Copper production surged in 2011, reaching an estimated 350,000 tons, as the Cananea copper mine, owned by Grupo Mexico, came back online. The majority of copper production is carried out in the copper belt, which stretches from the state of Baja California through Sonora, Sinaloa, and western Chihuahua toward Chiapas. Grupo Mexico makes 80% of its revenues from copper, and operates three large open-pit mines in the US and four in Peru and Mexico. It also has five underground mines in Mexico. By far its largest open-pit mine is Buenavista del Cobre, in the northern part of Sonora, Mexico. Additional projects are set to take its capacity from 190,000 tons a year to 450,000 tons over the next four years. “Around $3 billion will be invested in the expansion project,” García de Quevedo commented, adding that the Buenavista del Cobre mine alone “holds 25 million tons worth of copper reserves.”
Mexico is also the world’s fifth largest producer of lead and the sixth largest producer of zinc. It produced 185 tons of lead in 2010, with the largest mines located in Zacatecas, Chihuahua, and Sinaloa. Approximately 550 tons of zinc were also produced in the same year, along with around 12 million short tons of coal.
As foreign investment, particularly from Canadian firms, increases in Mexico, regulations have been developed in order to bring the sector in line with international standards and protect investors. “Mexico is open to investments in this industry; the taxation regimen for companies operating in this sector is very competitive, and many foreign companies are interested in the market,” commented García de Quevedo. SEMARNAP, the Secretariat of Environment, has also committed itself to reducing the impact of mining on the environment. Under new regulations, exploration and mining require a number of permits and authorizations in order to conform to the general law of ecological balance and environmental protection (LGEEPA). Such issues covered include water usage, water discharge, land use, explosives, and the handling of hazardous materials. Currently, around 60 operations have been certified to be in compliance with the new regulations, and another two dozen are in the process of certification. The sector has also planted over 10 million trees over the last half-decade. Mexico has also remained popular with investors due to a lack of obstructionist environmental organizations.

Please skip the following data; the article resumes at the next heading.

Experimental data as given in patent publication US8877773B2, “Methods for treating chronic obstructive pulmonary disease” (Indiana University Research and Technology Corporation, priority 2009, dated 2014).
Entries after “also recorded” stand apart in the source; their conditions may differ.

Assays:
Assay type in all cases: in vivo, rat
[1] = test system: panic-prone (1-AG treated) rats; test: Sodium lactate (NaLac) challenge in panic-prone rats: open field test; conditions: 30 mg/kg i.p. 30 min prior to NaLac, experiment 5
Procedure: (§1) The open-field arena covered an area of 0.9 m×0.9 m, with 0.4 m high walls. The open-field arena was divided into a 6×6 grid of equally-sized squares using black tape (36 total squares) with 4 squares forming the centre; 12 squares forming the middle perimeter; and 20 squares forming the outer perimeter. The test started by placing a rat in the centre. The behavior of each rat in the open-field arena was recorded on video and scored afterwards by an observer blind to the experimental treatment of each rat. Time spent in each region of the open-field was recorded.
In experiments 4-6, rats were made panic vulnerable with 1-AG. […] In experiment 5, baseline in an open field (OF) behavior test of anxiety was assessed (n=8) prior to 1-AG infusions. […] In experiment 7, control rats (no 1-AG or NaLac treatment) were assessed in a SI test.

Despite security concerns driving up the costs of mining in remote areas, investment looks set to continue apace in years to come. In 2010, Mexico topped the pile when it came to attracting investment to its mining sector in Latin America, and came in fourth worldwide. For 2011, around $4 billion was spent on exploration activities alone, and the prospect of the Toronto Stock Exchange teaming up with the Mexican Bolsa to allow small- to medium-sized Canadian mining firms into the Mexican market through dual listing is adding further impetus to the idea that 2012 could be a bumper year.
© The Business Year